Sarawak, Sabah & Brunei
Kuching, the town of our landfall in Borneo, is the capital of Sarawak. To the north of it is Sabah, another state belonging to the Malaysian Federation. The two enclose the small sovereign state of Brunei.
In 1838 when James Brooke, an English adventurer, on his boat "The Royalist", sailed by, the sultan of Brunei, to whom Sarawak belonged, happened to have some trouble with unruly Dayaks, the local headhunters.
Brooke helped solve the problem and in return was given the kingship of the territory of Sarawak.
He graciously accepted and so it happened that Sarawak became a family fiefdom of the Brooke family, the "White Rajas" who paternalistically ruled it until it joined the Malaysian Federation in 1963.
Brunei is a souvereign nation, an absolute monarchy, one of the richest countries of the world and ruled by a sultan who is one of the richest persons of the world and lives in a palace with 1788 rooms.
He also is the decendant of a family that ruled Brunei for more than 600 years without interruption. But he does not own Sarawak any more.
Brunei produces oil, has a manageable population of 400.000 and is considerd a developed country.
Sabah, with the capital Kota Kinabalu, is the territory in the very north of Borneo. Seafarers called it "The Land Below The Wind" since it is just below the typhoon area. In the 7th century it was under the Hindu Srivijaya empire and changed hands until it became a British protectorate in 1888. The British encouraged the joining of the Malaysian Federation in 1963.
Sabah and Sarawak are of colourful ethnic mix. Dozens of indigineous ethnic groups with distinctive languages and cultures live along with ethnic Chinese and Malay populations.
The jungles of Sabah and Sarawak are classified as tropical rainforest and they host a diverse array of plant and animal species. Many areas have been designated national parks or are otherwise protected. Outside of these areas the virgin jungle was ruthlessly logged over, because the economy of the countries was based on wood export. Most of nowadays jungle is secondary.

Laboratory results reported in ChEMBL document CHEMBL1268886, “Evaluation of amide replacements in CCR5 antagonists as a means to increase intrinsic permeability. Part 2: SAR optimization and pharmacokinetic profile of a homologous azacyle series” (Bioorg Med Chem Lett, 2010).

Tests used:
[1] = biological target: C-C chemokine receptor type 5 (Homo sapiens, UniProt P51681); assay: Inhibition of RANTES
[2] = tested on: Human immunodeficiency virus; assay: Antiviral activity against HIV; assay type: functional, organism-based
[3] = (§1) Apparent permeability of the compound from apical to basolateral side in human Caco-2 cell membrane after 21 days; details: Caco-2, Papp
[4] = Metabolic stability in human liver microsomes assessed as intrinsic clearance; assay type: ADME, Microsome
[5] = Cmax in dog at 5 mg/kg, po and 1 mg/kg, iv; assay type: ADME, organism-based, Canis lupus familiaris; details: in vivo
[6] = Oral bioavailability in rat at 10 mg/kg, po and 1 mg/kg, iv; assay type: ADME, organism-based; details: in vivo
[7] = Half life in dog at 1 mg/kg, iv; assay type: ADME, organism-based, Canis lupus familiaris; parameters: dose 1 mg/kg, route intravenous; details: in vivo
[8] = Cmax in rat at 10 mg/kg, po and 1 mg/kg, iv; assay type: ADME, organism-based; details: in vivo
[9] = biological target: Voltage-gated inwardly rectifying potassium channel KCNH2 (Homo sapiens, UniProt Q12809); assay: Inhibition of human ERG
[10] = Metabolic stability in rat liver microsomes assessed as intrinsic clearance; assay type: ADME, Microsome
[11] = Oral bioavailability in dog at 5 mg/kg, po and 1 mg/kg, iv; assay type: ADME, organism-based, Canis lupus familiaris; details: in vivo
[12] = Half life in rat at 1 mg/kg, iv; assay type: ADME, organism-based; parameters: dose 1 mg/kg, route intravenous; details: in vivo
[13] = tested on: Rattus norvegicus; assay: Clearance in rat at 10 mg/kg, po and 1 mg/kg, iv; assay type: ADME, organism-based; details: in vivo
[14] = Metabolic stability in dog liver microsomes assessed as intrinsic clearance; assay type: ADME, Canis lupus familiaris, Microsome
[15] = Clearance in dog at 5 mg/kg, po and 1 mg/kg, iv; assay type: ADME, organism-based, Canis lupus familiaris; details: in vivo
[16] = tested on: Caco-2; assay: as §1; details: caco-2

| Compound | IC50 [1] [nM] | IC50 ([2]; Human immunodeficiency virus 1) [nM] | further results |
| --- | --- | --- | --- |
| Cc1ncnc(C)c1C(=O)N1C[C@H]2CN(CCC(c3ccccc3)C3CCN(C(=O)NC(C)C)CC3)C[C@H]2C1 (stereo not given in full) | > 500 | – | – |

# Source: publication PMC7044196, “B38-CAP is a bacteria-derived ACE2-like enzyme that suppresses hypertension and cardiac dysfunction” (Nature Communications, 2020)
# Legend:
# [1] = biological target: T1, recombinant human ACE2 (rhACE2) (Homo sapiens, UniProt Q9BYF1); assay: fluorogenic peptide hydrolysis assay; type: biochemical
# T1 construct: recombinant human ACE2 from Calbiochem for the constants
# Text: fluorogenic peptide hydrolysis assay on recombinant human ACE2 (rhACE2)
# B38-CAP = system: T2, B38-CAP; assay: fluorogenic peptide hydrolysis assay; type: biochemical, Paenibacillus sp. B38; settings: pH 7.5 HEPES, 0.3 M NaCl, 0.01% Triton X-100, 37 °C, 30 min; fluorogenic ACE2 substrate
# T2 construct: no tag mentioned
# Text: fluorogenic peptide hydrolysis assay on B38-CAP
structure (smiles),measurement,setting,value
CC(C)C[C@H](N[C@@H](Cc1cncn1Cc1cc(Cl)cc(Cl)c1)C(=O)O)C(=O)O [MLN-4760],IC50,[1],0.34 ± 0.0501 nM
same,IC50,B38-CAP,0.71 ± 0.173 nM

A few jungle based cultures struggle hard to survive the change.
On the shores of Sabah and Sarawak lie some shallows, reefs and islands that are very rich in underwater life and have fantastic reef formations, which made them a sought after destination for the diving community.
Borneo Cruise 1 *:
We sail north, with stops in Brunei, Labuhan, Pulau Tiga, Kota Kinabalu and the Marine parks in the vicinity, then proceed north until Pulau Banggi at the northern tip of Borneo.
Duration: 14 days.
Naga Pelangi Spice Route Passage, Westbound:
Departure: Kota Kinabalu in November.
With the beginning of the NE-monsoon in in December, Naga Pelangi wants to leave Borneo and sail to the west coast of the Malay peninsula, visiting historic ports along the way. This is a major passage and a lot of sailing!
Naga Pelangi will be heading west and sail to Tioman as a first leg. For info on the next leg heading west, round Singapore for Malacca click Destinations map Tioman.
Duration: 4 - 7 days.
Availability: Beginning of NE-monsoon, December only.
* Cruise mentioned above is available during the SW-monsoon from May - November if the Naga Pelangi came to this area for the season. Naga Pelangi might have taken the Pearlstring Islands Hop and might be sailing in Kuala Terengganu area, or she might have proceeded to the Gulf of Siam and sail near Koh Samui.
The cruises are proposals. Naga Pelangi offers private charters and the charterer is encouraged to propose destinations and schedules within the frame of the monsoon weather pattern. We are looking forward to your suggestions.
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Naga Pelangi c/o
Royal Langkawi Yacht Club,
Jalan Dato Syed Omar, Malaysia